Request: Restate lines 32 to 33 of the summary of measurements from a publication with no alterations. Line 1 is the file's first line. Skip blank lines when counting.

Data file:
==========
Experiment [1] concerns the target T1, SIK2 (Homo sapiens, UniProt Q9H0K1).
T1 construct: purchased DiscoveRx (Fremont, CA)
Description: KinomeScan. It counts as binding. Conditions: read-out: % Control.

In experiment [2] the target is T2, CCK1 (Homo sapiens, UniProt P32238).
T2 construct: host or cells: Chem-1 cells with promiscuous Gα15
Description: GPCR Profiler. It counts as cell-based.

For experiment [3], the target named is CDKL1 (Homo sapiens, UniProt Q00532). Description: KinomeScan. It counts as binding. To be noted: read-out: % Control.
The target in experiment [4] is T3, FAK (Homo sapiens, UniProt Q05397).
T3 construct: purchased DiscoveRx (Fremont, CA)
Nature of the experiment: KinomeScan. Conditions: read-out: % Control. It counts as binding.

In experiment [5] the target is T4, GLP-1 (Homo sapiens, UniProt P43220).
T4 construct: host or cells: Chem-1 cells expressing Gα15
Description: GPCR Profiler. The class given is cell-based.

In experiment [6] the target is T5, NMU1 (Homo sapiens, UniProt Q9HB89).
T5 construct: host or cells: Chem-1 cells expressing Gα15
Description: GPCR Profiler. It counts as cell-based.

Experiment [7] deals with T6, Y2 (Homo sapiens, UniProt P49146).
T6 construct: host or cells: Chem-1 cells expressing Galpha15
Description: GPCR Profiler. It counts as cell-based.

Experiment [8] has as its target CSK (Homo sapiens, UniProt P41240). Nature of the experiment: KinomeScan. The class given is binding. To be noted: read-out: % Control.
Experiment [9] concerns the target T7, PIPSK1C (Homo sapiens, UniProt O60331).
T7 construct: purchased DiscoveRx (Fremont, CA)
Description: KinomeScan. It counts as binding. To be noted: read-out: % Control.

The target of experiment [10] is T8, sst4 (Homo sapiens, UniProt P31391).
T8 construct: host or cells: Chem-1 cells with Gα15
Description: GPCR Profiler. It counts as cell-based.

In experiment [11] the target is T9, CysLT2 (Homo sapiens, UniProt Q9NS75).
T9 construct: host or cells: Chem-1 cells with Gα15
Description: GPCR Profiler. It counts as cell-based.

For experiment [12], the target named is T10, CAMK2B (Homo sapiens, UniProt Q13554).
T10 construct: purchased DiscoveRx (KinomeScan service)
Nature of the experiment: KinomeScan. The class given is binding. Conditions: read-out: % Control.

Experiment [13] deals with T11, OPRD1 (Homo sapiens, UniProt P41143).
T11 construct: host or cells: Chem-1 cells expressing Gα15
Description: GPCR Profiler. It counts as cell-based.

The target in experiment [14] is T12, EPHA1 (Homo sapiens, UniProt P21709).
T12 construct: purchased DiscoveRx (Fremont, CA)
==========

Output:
Nature of the experiment: KinomeScan. The class given is binding. Conditions: read-out: % Control.

Experiment [13] deals with T11, OPRD1 (Homo sapiens, UniProt P41143).